Project partners: Laing O’Rourke
Project Omega is a Public Private Partnership project between Northern Ireland Water and Glen Water (a joint venture company incorporating Veolia Water and Laing O’Rourke) for capital works and the operation of seven wastewater treatment facilities, across 6 sites in Northern Ireland. The majority of the project involved improvements to existing facilities with the exception of the North Down/Ards Peninsula in County Down, where a brand new treatment works and associated feeder pumping stations were needed to provide treatment for sewage from Bangor, Donaghadee and Millisle.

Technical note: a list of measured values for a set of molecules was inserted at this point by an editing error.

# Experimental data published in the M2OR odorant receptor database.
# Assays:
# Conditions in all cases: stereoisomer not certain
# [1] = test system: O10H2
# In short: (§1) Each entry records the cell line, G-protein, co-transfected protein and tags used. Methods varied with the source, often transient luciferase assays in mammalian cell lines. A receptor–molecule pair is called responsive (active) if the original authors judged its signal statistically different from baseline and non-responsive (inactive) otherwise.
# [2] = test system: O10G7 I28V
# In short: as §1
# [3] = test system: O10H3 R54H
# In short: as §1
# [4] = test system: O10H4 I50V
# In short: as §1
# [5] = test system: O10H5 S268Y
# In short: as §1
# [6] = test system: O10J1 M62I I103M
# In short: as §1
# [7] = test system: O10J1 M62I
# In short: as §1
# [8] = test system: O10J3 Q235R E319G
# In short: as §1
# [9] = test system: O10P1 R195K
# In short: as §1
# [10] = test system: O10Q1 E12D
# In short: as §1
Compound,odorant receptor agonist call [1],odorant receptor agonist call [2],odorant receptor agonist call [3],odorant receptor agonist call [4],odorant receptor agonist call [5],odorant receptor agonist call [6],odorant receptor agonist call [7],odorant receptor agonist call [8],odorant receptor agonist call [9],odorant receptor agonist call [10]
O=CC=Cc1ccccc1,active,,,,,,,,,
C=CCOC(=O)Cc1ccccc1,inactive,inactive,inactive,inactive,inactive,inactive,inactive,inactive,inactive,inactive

The £1 million contract for the screens and screenings handling element of the project was awarded in two parts by Laing O’Rourke to Longwood Engineering. Phase 1, awarded in June 06, formed part of the advance works, prior to the finalisation of the PPP contract, which required the completion of the brand new treatment works in North Down/ Ards by January 08. Longwood Engineering’s brief was to manage the supply and installation of 2 new Escalator screens.
Phase 2 was awarded in June 07 and for this part of the project Longwood Engineering was responsible for both the screens and screenings handling across the remaining sites – Seagoe, Bullays Hill, Ballyrickard, Ballynacor and Armagh. The work involved a combination of retro-fit and new channels. A total of twelve, 6mm (2D)Escalator screens and ten Combi-Wash units, along with Local Control Panels, were successfully installed across the five sites, meeting all required criteria and deadlines.